Monday, September 26, 2016

Adler gives Orwell run for his money....

"But shun profane and idle babblings, for they will increase to more ungodliness."
2 Timothy 2:16

Having created barriers to entry for market participants, he actually called Austin's current ridesharing ecosystem "open and competitive."

In a buzzword and cliche filled appearance at last Saturday's Texas Tribune festival, Mayor Adler made a convoluted attempt to argue that mandates and regulation have increased competition; according to Adler, "if we continue on this path, we're going to end up in a good place."

With all due respect to the mayor, Austin's current ridesharing situation falls somewhere between "substandard" and "dysfunctional"; as Matt Mackowiak explained after the first UT Football game:
Austin’s special rules received their first real stress test when Notre Dame came to town for a nationally televised game and we can finally see that the emperor has no clothes. It was undeniably an unmitigated disaster.

My wife and I tried to get a ride from the Mueller area to campus four hours before the game, and three new startup apps, RideAustin, Fasten, and Wingz, not only had no available drivers, but their apps could not handle demand and failed. And that was at 2pm. After an hour of waiting and hoping, we texted a friend, a former Uber/Lyft driver, who came and picked us up and drove us in for $20.

By the time the game began, more than 102,000 people filed in to Darrell K. Royal Memorial Stadium. By game’s end, many thousands of attendees were stranded when the final whistle blew. I’m sure we have all heard the same thing. It was total chaos when the game ended at 10:30pm when thousands of people tried to find a ride home.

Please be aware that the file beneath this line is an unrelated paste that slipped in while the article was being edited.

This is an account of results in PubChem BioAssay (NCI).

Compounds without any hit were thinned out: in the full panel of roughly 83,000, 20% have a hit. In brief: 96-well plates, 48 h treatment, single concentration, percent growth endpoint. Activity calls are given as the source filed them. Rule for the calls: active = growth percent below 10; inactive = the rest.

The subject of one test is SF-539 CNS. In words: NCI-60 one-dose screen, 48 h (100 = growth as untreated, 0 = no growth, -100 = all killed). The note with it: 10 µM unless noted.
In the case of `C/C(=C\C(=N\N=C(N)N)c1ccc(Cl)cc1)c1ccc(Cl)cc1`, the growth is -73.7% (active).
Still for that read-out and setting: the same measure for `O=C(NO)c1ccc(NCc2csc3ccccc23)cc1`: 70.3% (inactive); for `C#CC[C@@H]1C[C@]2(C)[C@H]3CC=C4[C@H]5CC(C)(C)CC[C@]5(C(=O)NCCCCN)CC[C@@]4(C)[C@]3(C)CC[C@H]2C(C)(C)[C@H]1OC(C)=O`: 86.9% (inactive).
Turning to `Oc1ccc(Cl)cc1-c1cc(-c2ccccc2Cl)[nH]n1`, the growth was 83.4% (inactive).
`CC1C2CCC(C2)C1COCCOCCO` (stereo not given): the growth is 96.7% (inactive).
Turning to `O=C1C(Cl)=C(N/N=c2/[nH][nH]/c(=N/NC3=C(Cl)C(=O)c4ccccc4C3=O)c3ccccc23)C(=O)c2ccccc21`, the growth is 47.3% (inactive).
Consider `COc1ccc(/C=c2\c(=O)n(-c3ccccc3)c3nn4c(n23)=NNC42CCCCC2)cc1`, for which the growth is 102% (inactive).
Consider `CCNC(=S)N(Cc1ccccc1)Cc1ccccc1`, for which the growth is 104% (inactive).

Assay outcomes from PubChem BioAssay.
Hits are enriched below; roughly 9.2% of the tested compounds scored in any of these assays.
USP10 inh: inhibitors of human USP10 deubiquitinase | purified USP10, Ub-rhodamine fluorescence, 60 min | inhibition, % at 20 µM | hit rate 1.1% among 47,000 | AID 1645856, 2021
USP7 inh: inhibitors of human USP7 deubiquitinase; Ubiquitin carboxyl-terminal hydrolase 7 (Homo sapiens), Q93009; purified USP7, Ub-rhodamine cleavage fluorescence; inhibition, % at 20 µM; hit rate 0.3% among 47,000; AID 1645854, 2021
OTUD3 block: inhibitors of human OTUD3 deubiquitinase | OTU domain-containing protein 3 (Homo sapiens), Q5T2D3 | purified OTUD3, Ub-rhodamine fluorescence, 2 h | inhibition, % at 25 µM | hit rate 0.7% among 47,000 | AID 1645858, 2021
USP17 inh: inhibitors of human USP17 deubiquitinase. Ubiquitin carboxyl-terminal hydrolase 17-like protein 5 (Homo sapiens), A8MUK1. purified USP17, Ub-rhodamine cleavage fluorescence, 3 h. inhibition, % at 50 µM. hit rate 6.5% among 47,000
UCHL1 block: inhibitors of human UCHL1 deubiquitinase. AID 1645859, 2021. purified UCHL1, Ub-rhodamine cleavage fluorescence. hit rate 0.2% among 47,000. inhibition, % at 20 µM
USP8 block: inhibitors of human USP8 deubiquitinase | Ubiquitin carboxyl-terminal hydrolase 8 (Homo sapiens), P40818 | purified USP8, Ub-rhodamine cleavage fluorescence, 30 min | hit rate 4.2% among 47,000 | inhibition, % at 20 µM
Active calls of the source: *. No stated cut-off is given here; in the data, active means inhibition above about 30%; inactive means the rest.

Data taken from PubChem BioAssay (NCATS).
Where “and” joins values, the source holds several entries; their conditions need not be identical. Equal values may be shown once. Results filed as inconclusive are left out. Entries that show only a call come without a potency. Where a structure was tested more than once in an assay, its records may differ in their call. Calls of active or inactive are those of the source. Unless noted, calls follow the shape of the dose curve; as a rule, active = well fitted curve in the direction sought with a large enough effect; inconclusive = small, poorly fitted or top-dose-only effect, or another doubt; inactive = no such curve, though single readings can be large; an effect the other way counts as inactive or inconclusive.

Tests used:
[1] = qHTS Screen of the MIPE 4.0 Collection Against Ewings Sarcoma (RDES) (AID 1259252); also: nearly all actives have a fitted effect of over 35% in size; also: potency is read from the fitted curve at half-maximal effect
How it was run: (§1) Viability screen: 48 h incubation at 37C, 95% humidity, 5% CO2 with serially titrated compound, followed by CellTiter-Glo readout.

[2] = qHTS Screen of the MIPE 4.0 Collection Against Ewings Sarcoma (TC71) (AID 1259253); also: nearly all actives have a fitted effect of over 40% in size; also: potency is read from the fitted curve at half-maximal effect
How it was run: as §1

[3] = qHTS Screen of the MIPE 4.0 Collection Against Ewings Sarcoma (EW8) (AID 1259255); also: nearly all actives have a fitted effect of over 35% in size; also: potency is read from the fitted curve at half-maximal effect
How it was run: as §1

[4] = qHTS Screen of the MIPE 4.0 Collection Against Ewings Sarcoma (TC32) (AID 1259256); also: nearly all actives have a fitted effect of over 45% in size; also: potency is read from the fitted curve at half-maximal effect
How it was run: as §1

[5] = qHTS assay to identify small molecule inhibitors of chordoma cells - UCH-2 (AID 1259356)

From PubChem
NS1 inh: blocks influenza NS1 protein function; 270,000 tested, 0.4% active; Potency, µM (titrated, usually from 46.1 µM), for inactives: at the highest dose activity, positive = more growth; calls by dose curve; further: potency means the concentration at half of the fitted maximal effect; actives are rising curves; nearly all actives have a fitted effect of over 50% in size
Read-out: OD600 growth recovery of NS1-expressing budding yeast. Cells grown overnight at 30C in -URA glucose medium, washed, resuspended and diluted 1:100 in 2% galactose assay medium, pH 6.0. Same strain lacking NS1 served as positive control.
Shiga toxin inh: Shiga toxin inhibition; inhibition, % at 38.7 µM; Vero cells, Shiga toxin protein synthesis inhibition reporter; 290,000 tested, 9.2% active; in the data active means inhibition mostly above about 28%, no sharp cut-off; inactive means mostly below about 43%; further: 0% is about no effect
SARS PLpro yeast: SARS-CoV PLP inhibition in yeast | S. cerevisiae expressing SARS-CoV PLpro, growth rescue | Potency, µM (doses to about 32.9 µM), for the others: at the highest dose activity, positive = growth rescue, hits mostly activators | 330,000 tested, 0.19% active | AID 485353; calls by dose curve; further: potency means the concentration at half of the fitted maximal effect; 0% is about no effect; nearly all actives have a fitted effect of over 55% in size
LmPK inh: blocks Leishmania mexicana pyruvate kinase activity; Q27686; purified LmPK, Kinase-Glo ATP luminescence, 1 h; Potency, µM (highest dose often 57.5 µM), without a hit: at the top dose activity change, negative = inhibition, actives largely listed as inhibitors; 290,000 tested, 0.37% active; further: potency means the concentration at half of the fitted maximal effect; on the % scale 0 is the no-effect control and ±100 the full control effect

According to Adler, that's "open and competitive."  It's also "about liberty," "innovative," "creative," and "next century" (which is odd, considering that another century won't start for 84 years).  We're surprised he didn't trot out "transformative."

In reality, the ridesharing companies currently operating in Austin are all more expensive and less reliable than Uber and Lyft...which is exactly what people said would happen if council's restrictions went into effect.

Snark notwithstanding, scaling to meet the needs of a large city was always going to be a gigantic logistical challenge.  It isn't easy to coordinate thousands of drivers with tens of thousands of riders in a cost-effective and timely manner.  Returning to Mackowiak:
I really appreciate Andy Tryba, of RideAustin, for his honesty and transparency about their challenges relating to scale. This weekend they did over 17,000 rides, a new record, but they were simultaneously unable to service over 2,500 rides because demand was outpacing the drivers on the road. It would be valuable to know when those rides were being requested, because midnight is a lot different than 2pm. Think about 2,500 people walking around looking for a safe ride!

Here’s what really struck me. Andy said that “the more friction you put on driver signup (whether that be government instituted or company driven), the longer it takes drivers to (get) on board and many drop out of the funnel.”

I think this is where the rubber meets the road. RideAustin, with all of their deep relationships at city hall and their pursuit of ‘saving rideshare in Austin’, is waving the warning flag. Getting drivers signed up and driving is a big concern.
We've never met Tyrba, but other industry sources have privately used the word "nightmare" about attempting to comply with the City of Austin's regulations.

In another act of chutzpah, Adler attempted to create a narrative for the next predictable disaster this coming weekend when he said "it wouldn't surprise me at all if we have kinks" during ACL.

He actually called stranded Austinites and tourists "kinks."

Bottom Line: Google defines newspeak as "ambiguous euphemistic language used chiefly in political propaganda."

1 comment:

  1. Maybe Adler meant that stranded Austinites and tourists was "kinky" hence his fetish for ride sharing regulations.


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